If you have questions about your qualifications for this credit or need help amending or filing a prior year return to claim the credit, please get in touch with us at Dagley & Co.

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  • Safe-Harbor Home Office Deduction: Is It Better For You?

    11 May 2015
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    home office

    Though many businesses require office space, millions more are operated out of an entrepreneur’s home – and this can lead to a tax deduction. Taxpayers can elect to take a simplified deduction for the business use of the taxpayer’s home.  The deduction is $5 per square foot, with a maximum square footage of 300.  Thus, the maximum deduction is $1,500 per year.  Here are the details of this simplified method:

    • Annual Election – A taxpayer may elect to take the safe-harbor method or the regular method on an annual basis.  Thus, a taxpayer may freely switch between the methods each year.  The election is made by choosing the method on a timely filed original return and is irrevocable for that year.
    • Depreciation – When the taxpayer elects the safe-harbor method, no depreciation deduction for the home is allowed, and the depreciation for the year is deemed to be zero.
    • Additional Office Expenses – Additional office expenses such as utilities, insurance, office maintenance, etc., are not allowed when the safe-harbor method is used.
    • Home Interest and Taxes – Prorated home interest and taxes are not allowed as an office expense when using the safe-harbor method.  Instead, 100% of the home interest and taxes are deductible as usual on Schedule A.
    • Deduction Limited by Business IncomeAs is the case with the regular method, under the safe-harbor method the home office deduction is limited by the business income.  For the safe harbor, the deduction cannot exceed the gross income derived from the qualified business use of the home for the taxable year reduced by the business deductions (deductions unrelated to the qualified business use of a home).  However, unlike the regular method, any amount in excess of this gross income limitation is disallowed and may not be carried over and claimed as a deduction in any other taxable year.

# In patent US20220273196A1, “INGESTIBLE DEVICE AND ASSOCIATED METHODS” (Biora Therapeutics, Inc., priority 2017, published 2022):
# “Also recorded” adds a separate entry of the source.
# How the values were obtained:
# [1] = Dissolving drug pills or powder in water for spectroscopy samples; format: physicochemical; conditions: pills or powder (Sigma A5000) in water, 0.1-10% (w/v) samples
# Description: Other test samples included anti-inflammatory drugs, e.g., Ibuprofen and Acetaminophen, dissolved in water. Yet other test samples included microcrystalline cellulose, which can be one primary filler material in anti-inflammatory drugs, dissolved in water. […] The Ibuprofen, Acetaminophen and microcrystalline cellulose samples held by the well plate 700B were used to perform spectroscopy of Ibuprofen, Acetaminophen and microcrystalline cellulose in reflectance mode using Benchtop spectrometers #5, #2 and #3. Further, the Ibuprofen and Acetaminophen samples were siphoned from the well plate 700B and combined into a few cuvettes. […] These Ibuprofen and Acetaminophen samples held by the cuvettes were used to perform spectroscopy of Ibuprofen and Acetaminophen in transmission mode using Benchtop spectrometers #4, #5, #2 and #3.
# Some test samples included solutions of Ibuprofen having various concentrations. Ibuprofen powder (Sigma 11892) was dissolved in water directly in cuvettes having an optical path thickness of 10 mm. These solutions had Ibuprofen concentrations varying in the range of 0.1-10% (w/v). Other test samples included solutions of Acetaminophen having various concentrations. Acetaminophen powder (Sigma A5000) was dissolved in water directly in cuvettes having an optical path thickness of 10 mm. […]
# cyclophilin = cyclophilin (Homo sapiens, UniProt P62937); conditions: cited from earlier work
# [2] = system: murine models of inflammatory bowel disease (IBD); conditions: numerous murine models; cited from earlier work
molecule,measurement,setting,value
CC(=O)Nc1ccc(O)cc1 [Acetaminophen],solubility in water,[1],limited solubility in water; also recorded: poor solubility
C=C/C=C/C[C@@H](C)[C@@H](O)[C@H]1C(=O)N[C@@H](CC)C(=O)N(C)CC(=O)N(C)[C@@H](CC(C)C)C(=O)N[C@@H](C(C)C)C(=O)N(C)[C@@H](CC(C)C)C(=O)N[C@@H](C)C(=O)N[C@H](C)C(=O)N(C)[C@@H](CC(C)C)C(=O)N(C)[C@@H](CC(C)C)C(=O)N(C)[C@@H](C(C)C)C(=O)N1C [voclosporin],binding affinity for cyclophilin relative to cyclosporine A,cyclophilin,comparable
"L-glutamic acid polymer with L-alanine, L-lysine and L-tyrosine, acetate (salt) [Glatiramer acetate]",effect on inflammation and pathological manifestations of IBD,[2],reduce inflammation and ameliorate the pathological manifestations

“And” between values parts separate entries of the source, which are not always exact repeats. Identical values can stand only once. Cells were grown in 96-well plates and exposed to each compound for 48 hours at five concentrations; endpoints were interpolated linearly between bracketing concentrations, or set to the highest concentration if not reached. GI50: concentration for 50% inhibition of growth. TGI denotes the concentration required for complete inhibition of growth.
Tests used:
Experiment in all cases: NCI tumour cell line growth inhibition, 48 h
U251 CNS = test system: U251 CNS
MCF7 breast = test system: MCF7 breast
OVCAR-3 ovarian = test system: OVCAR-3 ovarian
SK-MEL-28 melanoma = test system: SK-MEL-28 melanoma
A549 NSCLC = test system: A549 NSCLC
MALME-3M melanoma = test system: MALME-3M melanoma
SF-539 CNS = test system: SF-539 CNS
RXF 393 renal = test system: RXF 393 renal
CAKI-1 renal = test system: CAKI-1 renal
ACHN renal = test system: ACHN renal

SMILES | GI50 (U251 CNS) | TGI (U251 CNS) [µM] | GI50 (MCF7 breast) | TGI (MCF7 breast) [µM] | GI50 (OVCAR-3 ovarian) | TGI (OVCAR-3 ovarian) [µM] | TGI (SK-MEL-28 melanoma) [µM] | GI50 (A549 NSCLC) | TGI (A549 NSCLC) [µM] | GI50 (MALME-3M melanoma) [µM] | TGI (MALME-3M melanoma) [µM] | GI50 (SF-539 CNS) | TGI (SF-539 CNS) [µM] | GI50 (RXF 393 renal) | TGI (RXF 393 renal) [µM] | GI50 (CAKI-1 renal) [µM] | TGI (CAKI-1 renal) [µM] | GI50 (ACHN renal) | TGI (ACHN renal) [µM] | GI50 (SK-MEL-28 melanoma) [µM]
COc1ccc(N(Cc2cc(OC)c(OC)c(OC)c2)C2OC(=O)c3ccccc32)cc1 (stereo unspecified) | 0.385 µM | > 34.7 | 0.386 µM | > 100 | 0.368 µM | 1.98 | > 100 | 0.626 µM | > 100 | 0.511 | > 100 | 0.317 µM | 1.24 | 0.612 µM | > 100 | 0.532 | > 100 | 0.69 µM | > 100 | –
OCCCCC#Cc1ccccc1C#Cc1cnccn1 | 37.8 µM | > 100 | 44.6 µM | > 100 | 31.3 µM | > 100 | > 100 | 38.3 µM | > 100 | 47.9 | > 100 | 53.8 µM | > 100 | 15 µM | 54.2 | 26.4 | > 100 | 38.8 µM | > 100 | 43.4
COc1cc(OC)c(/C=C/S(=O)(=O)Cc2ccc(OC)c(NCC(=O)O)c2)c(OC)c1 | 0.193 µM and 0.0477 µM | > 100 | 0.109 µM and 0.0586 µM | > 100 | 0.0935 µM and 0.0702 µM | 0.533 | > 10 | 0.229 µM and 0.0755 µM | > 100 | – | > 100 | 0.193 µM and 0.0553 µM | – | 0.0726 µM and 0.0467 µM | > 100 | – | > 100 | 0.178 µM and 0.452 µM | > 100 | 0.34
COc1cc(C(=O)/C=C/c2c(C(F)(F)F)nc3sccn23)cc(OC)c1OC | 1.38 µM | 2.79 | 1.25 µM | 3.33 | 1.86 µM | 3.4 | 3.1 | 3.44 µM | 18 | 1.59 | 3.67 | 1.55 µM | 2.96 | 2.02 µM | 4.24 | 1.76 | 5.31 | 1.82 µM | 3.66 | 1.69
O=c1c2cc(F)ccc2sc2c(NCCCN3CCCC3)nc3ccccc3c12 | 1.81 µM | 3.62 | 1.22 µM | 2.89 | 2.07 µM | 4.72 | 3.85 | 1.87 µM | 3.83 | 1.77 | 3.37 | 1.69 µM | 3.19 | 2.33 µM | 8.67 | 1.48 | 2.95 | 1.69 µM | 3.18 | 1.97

• Home Office Carryover – This cannot be used in a year in which the safe-harbor method is used.  The carryover continues to future years and can only be used when the regular method is used.
    • Qualifications – A taxpayer must still meet the regular qualifications to use the safe-harbor method.
    • Reimbursed Employee – The safe-harbor method cannot be used by an employee who receives advances, allowances, or reimbursements for expenses related to qualified business use of his or her home under a reimbursement or other expense allowance arrangement with the employer.
    • Determining Square Footage – To determine the average square footage of the business, use these guidelines:
      • Square Feet Maximum – Never use more than 300 square feet for any month, even if the taxpayer has multiple businesses.  Where there are multiple businesses, use a reasonable method to allocate between businesses.
      • Determining Average Square Feet for the Year – Use zero for months when there was no business use or when the business was not for a full year.
      • 15-Day Minimum – Don’t count any month in which the business use is less than 15 days.

    As an example, a taxpayer begins using 400 square feet of her home for business on July 20, 2015, and continues using the space as a home office through the end of the year.  Her average monthly allowable square footage for 2015 is 125 square feet (300 x 5 months = 1500/12 = 125).           

    • Multiple Businesses – Where there are multiple businesses, only one method may be used for the year—either the regular or safe harbor.
    • Mixed-Use Property – A taxpayer who has a qualified business use of a home and a rental use for purposes of § 280A(c)(3) of the same home cannot use the safe-harbor method for the rental use.
    • Taxpayers Sharing a Home – Taxpayers sharing a home (for example, roommates or spouses, regardless of filing status), if otherwise eligible, may each use the safe-harbor method but not for a qualified business use of the same portion of the home.

    As an example, a husband and wife, if otherwise eligible and regardless of filing status, may each use the safe-harbor method for a qualified business use of the same home for up to 300 square feet of different portions of the home.          

    • Depreciation Rate When Switching Methods – When the safe-harbor method is used and the taxpayer subsequently switches back to the regular method, use the depreciation factor from the appropriate optional depreciation table as if the property had been depreciated all along.

    When choosing between the methods, the following factors should be considered:

    • There is no reduction in basis for depreciation or depreciation recapture when using the safe-harbor method.
    • When using the regular method, the income limitation takes into account home interest, taxes, and other expenses before allowing the depreciation portion of the deduction.  That is not true for the safe-harbor method as the interest, taxes, and other business-use-area expenses are not considered.

    If you have questions related to this simplified method of claiming a deduction for the business use of your home, please get in touch with Dagley & Co.